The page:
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At least a few Trump protesters and supporters are trying to find common ground

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At least a few Trump protesters and supporters are trying to find common ground

Watch | Even amid violent clashes on the streets of Washington D.C. on Inauguration Day, some Trump supporters and protesters tried to understand each other. 

A tense environment

In some areas of the city, anti-Trump protesters violently smashed windows and attempted to blockade the streets. In others, Trump supporters yelled obscenities at peaceful protesters as they walked past.

Clearly, the nation's stark divide was on full display on Inauguration Day. But in a two-block span along the Inaugural parade route on Pennsylvania Avenue on Friday, more than a few pro- and anti-Trump demonstrators came together to talk it out -- civilly. 

A truckload of Skittles that spilled on a highway was going to be used as cattle feed

WATCH | Some protestors chanted "Black lives matter here."

Parade protest

The discussions came at an anti-Trump protest held by the ANSWER Coalition -- a group whose acronym stands for Act Now to Stop War and End Racism.

The protest was held right along the route of the inaugural parade. So naturally, it attracted not just protesters, but inauguration attendees who had come to support the new president.

That could have spelled trouble. But it didn't.

The conversation begins

As groups of Trump supporters walked through the protest, one -- wearing a red Make America Great Again hat -- stopped to talk to 30-year-old Victoria Bennett, who was participating in the protest. He wanted to know why Bennett and other protesters were accusing Trump of being racist.

"He said, Trump is not racist," Bennett recalled. "So I pulled out my cell phone and started to pull out excerpts. I wanted it to be based on facts. We went back and forth about what Trump has actually said."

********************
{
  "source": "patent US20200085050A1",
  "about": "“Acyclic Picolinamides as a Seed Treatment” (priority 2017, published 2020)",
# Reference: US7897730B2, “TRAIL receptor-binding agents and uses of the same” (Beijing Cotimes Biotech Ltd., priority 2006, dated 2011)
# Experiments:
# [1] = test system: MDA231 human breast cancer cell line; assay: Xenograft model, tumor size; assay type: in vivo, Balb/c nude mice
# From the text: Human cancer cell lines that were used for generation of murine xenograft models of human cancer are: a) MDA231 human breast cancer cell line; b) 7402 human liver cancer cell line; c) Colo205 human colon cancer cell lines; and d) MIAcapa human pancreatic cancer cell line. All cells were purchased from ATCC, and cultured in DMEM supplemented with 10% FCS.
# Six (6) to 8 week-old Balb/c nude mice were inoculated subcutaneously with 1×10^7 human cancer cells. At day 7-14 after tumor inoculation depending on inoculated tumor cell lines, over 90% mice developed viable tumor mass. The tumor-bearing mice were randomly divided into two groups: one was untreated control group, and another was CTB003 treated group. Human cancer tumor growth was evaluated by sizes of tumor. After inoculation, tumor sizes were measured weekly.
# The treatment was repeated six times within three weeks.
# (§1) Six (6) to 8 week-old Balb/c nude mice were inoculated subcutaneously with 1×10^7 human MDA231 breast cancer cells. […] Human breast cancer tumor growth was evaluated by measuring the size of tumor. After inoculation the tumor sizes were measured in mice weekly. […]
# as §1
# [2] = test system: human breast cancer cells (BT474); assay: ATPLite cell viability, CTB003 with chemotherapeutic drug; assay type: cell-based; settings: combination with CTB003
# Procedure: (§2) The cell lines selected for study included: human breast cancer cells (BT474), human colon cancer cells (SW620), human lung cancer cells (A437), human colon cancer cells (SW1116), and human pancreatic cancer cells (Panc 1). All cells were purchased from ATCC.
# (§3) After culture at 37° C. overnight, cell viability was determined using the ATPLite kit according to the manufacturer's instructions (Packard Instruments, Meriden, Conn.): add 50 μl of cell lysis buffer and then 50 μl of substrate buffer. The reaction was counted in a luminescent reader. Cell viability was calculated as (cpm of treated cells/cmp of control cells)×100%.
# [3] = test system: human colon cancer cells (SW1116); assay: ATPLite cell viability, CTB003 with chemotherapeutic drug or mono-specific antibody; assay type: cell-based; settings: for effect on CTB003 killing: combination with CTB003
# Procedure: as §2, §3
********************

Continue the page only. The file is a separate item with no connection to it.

'An amazing conversation'

"It was an amazing conversation," Bennett said, saying it ultimately lasted about 45 minutes. "We talked about minimum wage, immigration, Black Lives Matter -- everything."

"He had some interesting ideas, some things I wanna look up," she continued. " I hope I gave him some of the same."

Bonding over shared disdain

It wasn't the only civil conversation of the day. Next to Bennett at the protest, a group of three Trump supporters and two protesters were laughing, talking about the dreary weather.

Two blocks down, Trump supporters and protesters joked over their shared disdain for the notoriously hateful Westboro Baptist Church, whose members were demonstrating in a caged-off area. 

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"Of course we chatted with Trump protesters," Zachary Holm, a Trump supporter from Pennsylvania, told Circa. "You don't get anywhere by yelling at people. "

'We have to have a dialogue'

At the ANSWER Coalition protest, Bennett agreed.

"We have to do this," she said. "We have to have dialogue between people who have different ideas."

"I think most of us have the hope of the same end goal. It's how we get there that differs. So I think that these are neccesary conversations."

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